Originally published in 1988, this book discusses the gradual move from the separation of home and school to an increasing acceptance of the central role of parents as partners in their children's education. The book looks at the progress made towards real partnership with parents. An eminently practical account of the advantages of working with parents and the ways in which this can be achieved, it will be of special value to student teachers and practicing teachers, and to parents interested and involved in their children's education.

The authors review national trends and developments since the issue was first seriously raised by the Plowden Report in 1967. Then focusing on one urban primary school (Redlands Primary School, Reading), they describe the changes which have taken place over a seven-year period, from the perspective of teachers, parents, and children. The book includes a personal account by Angela Redfern (formerly Deputy Head at Redlands) of what it has been like to be a teacher during this period of change, and telling comments from both parents and children on all aspects of involvement in school.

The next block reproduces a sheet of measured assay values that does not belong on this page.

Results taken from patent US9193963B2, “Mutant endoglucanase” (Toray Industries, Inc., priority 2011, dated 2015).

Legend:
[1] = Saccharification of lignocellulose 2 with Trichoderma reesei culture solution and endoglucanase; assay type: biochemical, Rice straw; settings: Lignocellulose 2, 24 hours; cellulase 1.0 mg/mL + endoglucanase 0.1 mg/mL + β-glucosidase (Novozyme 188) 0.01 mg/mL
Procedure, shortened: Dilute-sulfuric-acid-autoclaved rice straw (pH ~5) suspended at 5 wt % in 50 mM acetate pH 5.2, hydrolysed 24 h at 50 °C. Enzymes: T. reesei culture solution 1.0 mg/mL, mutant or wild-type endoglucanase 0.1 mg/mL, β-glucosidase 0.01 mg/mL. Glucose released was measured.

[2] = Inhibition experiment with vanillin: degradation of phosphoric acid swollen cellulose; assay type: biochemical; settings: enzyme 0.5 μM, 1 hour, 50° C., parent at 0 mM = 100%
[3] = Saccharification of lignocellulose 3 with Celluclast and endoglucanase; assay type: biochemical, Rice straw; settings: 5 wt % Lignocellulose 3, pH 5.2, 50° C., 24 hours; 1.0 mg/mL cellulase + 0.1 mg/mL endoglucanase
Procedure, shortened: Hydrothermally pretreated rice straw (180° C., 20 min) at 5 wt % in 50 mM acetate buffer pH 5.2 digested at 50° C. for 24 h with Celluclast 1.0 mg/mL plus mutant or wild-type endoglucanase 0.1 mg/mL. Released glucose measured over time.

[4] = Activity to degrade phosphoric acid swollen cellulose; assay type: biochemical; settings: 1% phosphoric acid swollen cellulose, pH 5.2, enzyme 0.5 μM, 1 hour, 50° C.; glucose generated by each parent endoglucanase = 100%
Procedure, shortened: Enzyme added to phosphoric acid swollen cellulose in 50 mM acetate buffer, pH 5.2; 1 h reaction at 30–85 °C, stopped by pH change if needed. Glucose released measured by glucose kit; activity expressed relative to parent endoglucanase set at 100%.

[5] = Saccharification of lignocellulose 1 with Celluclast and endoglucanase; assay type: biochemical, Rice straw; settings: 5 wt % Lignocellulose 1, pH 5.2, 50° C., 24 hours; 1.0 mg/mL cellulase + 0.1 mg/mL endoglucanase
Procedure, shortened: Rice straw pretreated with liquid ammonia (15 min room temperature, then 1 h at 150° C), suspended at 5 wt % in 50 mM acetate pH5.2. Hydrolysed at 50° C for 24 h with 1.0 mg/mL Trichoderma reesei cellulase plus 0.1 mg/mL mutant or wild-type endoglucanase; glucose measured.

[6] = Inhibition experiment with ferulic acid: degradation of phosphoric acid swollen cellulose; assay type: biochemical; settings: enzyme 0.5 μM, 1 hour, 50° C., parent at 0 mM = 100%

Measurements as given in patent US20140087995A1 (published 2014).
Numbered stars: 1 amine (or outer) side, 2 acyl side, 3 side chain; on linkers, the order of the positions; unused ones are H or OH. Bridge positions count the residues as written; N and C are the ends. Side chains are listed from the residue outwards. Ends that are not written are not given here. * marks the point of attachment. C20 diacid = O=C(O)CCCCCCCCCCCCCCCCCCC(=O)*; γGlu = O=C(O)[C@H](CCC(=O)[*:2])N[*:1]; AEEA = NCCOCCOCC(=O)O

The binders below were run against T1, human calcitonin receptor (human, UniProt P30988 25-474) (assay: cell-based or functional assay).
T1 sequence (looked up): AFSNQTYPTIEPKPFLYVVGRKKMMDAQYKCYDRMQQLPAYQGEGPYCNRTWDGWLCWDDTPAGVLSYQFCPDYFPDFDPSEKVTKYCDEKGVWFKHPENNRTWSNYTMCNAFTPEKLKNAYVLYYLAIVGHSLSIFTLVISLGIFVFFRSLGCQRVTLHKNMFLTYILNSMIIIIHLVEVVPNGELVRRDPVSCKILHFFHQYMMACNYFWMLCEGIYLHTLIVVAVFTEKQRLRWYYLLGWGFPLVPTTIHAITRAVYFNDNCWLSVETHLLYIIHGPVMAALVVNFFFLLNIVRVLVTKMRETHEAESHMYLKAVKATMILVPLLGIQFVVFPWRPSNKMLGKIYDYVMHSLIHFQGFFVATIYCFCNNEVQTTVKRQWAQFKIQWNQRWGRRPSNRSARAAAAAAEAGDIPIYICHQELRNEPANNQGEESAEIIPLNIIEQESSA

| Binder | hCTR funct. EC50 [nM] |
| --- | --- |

Partnership with parents emerges as a course of action which reaps benefits for all concerned, and the authors stress that the developments taking place in schools like Redland are important for all schools, irrespective of their social class or ethnic composition.

chapter 1|7 pages


part One|42 pages

Parents and school — a brief history

chapter 2|9 pages

Parents: help or hindrance?

chapter 3|16 pages

Parents after Plowden

chapter 4|15 pages

Parents in school

part Two|114 pages

Parents and school — from theory into practice

chapter 5|14 pages

Apprenticeship in the seventies

chapter 6|16 pages

Moving on to Redlands: the PTA

chapter 7|18 pages

Opening the doors

chapter 8|11 pages

Parent governors

chapter 9|17 pages

Parents as helpers

chapter 10|28 pages

Parents' mornings

chapter 11|8 pages

Parents as partners